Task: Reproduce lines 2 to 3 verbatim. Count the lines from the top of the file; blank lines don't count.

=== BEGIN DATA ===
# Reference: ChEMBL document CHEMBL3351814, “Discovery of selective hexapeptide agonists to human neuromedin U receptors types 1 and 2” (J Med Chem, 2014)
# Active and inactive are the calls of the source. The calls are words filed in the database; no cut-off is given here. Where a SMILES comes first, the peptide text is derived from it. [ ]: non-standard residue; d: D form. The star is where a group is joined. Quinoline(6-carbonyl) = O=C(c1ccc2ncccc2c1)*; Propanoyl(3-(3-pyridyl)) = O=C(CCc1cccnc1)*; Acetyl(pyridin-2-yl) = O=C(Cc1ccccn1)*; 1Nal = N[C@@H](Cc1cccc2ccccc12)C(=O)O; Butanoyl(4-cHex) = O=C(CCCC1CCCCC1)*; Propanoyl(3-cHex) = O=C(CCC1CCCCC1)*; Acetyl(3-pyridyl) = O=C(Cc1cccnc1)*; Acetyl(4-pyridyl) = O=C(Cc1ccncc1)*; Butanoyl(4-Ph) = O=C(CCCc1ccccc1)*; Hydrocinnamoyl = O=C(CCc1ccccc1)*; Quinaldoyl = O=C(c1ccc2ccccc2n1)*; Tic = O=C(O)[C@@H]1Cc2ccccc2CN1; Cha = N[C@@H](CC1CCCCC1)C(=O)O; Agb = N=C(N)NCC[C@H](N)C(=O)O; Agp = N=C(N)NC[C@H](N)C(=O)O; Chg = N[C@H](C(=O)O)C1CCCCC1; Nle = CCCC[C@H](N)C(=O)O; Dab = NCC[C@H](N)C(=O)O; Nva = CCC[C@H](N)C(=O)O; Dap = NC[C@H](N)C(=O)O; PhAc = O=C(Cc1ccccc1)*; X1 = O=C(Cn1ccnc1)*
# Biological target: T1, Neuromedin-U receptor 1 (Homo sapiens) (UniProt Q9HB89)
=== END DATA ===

# Active and inactive are the calls of the source. The calls are words filed in the database; no cut-off is given here. Where a SMILES comes first, the peptide text is derived from it. [ ]: non-standard residue; d: D form. The star is where a group is joined. Quinoline(6-carbonyl) = O=C(c1ccc2ncccc2c1)*; Propanoyl(3-(3-pyridyl)) = O=C(CCc1cccnc1)*; Acetyl(pyridin-2-yl) = O=C(Cc1ccccn1)*; 1Nal = N[C@@H](Cc1cccc2ccccc12)C(=O)O; Butanoyl(4-cHex) = O=C(CCCC1CCCCC1)*; Propanoyl(3-cHex) = O=C(CCC1CCCCC1)*; Acetyl(3-pyridyl) = O=C(Cc1cccnc1)*; Acetyl(4-pyridyl) = O=C(Cc1ccncc1)*; Butanoyl(4-Ph) = O=C(CCCc1ccccc1)*; Hydrocinnamoyl = O=C(CCc1ccccc1)*; Quinaldoyl = O=C(c1ccc2ccccc2n1)*; Tic = O=C(O)[C@@H]1Cc2ccccc2CN1; Cha = N[C@@H](CC1CCCCC1)C(=O)O; Agb = N=C(N)NCC[C@H](N)C(=O)O; Agp = N=C(N)NC[C@H](N)C(=O)O; Chg = N[C@H](C(=O)O)C1CCCCC1; Nle = CCCC[C@H](N)C(=O)O; Dab = NCC[C@H](N)C(=O)O; Nva = CCC[C@H](N)C(=O)O; Dap = NC[C@H](N)C(=O)O; PhAc = O=C(Cc1ccccc1)*; X1 = O=C(Cn1ccnc1)*
# Biological target: T1, Neuromedin-U receptor 1 (Homo sapiens) (UniProt Q9HB89)